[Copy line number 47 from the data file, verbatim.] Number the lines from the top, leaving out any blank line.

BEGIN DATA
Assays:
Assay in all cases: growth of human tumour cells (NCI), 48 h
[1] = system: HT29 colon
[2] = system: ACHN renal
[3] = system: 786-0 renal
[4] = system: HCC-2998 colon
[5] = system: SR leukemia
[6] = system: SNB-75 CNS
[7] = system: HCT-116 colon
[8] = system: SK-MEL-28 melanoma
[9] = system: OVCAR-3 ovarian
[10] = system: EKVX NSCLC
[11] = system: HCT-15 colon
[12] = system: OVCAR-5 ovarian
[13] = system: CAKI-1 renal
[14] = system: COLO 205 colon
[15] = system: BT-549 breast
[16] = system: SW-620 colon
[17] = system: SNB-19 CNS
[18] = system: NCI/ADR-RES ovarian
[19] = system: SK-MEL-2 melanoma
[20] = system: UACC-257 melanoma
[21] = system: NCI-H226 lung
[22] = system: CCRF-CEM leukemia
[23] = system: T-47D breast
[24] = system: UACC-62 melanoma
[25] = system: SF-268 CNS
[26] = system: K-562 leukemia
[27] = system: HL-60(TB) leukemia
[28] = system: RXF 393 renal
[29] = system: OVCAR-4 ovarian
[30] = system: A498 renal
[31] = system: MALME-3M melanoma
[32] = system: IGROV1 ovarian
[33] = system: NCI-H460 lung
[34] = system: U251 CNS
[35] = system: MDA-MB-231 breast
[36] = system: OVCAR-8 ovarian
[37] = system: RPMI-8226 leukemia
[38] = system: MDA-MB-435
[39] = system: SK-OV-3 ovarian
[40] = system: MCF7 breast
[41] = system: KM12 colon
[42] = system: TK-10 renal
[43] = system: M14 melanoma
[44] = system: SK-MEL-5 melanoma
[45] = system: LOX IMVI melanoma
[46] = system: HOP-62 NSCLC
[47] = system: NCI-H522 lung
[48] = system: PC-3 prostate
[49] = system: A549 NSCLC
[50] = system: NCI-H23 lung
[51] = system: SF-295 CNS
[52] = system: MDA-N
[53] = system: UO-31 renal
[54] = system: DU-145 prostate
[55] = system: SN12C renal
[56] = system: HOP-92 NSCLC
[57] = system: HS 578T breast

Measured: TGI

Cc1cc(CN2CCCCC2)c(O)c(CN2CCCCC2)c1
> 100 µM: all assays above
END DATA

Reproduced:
[45] = system: LOX IMVI melanoma